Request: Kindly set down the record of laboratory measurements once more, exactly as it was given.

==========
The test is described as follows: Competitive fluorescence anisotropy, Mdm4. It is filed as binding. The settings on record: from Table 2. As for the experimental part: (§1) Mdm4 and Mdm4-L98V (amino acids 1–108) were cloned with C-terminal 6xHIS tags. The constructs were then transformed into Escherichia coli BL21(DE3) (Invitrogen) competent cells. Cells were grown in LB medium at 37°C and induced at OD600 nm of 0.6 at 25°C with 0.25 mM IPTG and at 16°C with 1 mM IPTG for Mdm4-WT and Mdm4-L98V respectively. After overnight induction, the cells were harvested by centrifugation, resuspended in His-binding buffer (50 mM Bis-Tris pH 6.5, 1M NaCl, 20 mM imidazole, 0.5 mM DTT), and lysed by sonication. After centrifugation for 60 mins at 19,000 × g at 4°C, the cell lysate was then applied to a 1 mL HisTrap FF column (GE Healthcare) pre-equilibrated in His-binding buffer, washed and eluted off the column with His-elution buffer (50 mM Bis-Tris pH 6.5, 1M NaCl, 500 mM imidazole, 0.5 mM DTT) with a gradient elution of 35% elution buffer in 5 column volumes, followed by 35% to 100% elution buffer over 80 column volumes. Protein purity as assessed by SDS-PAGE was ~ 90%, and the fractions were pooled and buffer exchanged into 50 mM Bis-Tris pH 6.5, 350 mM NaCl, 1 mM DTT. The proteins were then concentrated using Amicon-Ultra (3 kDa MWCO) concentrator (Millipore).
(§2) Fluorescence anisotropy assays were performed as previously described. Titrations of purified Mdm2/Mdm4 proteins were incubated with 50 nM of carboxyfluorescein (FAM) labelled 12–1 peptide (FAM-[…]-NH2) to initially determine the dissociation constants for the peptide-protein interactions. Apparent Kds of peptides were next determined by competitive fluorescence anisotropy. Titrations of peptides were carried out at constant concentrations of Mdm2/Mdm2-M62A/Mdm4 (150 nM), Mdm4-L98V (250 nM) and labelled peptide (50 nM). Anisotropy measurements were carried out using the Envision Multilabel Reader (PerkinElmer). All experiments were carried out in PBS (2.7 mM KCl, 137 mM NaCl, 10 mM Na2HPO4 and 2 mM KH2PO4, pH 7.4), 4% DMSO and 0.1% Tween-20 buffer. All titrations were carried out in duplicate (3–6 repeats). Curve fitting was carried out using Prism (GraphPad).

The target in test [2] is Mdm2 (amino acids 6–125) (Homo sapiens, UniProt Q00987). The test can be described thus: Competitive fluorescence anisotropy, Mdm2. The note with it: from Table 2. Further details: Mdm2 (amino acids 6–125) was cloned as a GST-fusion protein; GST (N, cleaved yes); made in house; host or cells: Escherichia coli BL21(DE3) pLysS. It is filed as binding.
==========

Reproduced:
The test is described as follows: Competitive fluorescence anisotropy, Mdm4. It is filed as binding. The settings on record: from Table 2. As for the experimental part: (§1) Mdm4 and Mdm4-L98V (amino acids 1–108) were cloned with C-terminal 6xHIS tags. The constructs were then transformed into Escherichia coli BL21(DE3) (Invitrogen) competent cells. Cells were grown in LB medium at 37°C and induced at OD600 nm of 0.6 at 25°C with 0.25 mM IPTG and at 16°C with 1 mM IPTG for Mdm4-WT and Mdm4-L98V respectively. After overnight induction, the cells were harvested by centrifugation, resuspended in His-binding buffer (50 mM Bis-Tris pH 6.5, 1M NaCl, 20 mM imidazole, 0.5 mM DTT), and lysed by sonication. After centrifugation for 60 mins at 19,000 × g at 4°C, the cell lysate was then applied to a 1 mL HisTrap FF column (GE Healthcare) pre-equilibrated in His-binding buffer, washed and eluted off the column with His-elution buffer (50 mM Bis-Tris pH 6.5, 1M NaCl, 500 mM imidazole, 0.5 mM DTT) with a gradient elution of 35% elution buffer in 5 column volumes, followed by 35% to 100% elution buffer over 80 column volumes. Protein purity as assessed by SDS-PAGE was ~ 90%, and the fractions were pooled and buffer exchanged into 50 mM Bis-Tris pH 6.5, 350 mM NaCl, 1 mM DTT. The proteins were then concentrated using Amicon-Ultra (3 kDa MWCO) concentrator (Millipore).
(§2) Fluorescence anisotropy assays were performed as previously described. Titrations of purified Mdm2/Mdm4 proteins were incubated with 50 nM of carboxyfluorescein (FAM) labelled 12–1 peptide (FAM-[…]-NH2) to initially determine the dissociation constants for the peptide-protein interactions. Apparent Kds of peptides were next determined by competitive fluorescence anisotropy. Titrations of peptides were carried out at constant concentrations of Mdm2/Mdm2-M62A/Mdm4 (150 nM), Mdm4-L98V (250 nM) and labelled peptide (50 nM). Anisotropy measurements were carried out using the Envision Multilabel Reader (PerkinElmer). All experiments were carried out in PBS (2.7 mM KCl, 137 mM NaCl, 10 mM Na2HPO4 and 2 mM KH2PO4, pH 7.4), 4% DMSO and 0.1% Tween-20 buffer. All titrations were carried out in duplicate (3–6 repeats). Curve fitting was carried out using Prism (GraphPad).

The target in test [2] is Mdm2 (amino acids 6–125) (Homo sapiens, UniProt Q00987). The test can be described thus: Competitive fluorescence anisotropy, Mdm2. The note with it: from Table 2. Further details: Mdm2 (amino acids 6–125) was cloned as a GST-fusion protein; GST (N, cleaved yes); made in house; host or cells: Escherichia coli BL21(DE3) pLysS. It is filed as binding.